ADUs (accessory dwelling units) have long been heralded as part of the solution to the housing shortage, and both the NH State Legislature and the Vermont Ottauquechee ADU Study (appearing in one of my earlier blog posts) specifically state the potential of ADUs to help meet workforce housing needs. Guidance tends to be that less restrictive the ADU laws, means more ADUs will be built, and more affordable housing will be available. Alternatively, I wondered if towns that were experiencing more challenges with housing affordability would choose to restrict ADUs less. Between Saint Anselm’s newly released NH Zoning Atlas and the American Community Survey, I thought it might be time to look at the data around their implementation.
I decided to analyze one way that municipalities can control the restrictiveness of ADU laws: by either permitting or restricting detached ADUs. Unfortunately, I was not able to find a meaningful relationship between towns which had adopted a less restrictive approach to ADUs and the number of households for whom housing was unaffordable.
So—what does that mean? And what do we do about it?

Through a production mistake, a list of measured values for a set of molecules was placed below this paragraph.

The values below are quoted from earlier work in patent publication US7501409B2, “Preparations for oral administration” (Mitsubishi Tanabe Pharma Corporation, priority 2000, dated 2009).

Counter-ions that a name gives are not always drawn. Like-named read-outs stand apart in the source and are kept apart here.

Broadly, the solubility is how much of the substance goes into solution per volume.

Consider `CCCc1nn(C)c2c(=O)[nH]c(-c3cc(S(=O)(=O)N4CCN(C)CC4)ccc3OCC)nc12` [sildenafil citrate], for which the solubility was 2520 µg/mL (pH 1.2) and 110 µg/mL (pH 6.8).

First, it’s important to note that I did not control for other ways that municipalities can restrict ADUs or other measures municipalities might be taking to encourage the development or preservation of affordable housing. We need more study of the new data that has come out, and we should review the research I’ve done as well as incorporate other factors that could be at play.
However, there is also another sleeping factor that I could not get data on: the number of ADUs that have been built in the state. Nobody knows how many ADUs have been built in New Hampshire since 2017, or even how many had been permitted outside of a few municipalities. However, anecdotally we hear that numbers are relatively low, things like: “There are a few applications every year.” It’s possible that this is just not enough to make a significant dent in the housing crisis, and that we need intervention in the workforce, supply chain, and financing fields before we see a real change. Alternatively, maybe we need a communications campaign to educate homeowners that ADUs are an option and show them the potential benefits.
As municipalities, developers, individuals, nonprofits, and the state work to solve the housing crisis, we could benefit from qualitative studies on different strategies, such as the upcoming ADU tour in Peterborough or their collaboration with local banks to do outreach around ADU financing (coming soon to a CED blog post near you).
About the data
The research brief, which details my quantitative analysis, was completed over the course of a semester-long course on quantitative analysis. As a result, the newest American Community Survey (ACS) information was not available when I began the process. Future study of this issue should draw from the most updated data on housing affordability in the state, which would come from the 2023 ACS and include housing affordability data from 2017-2022.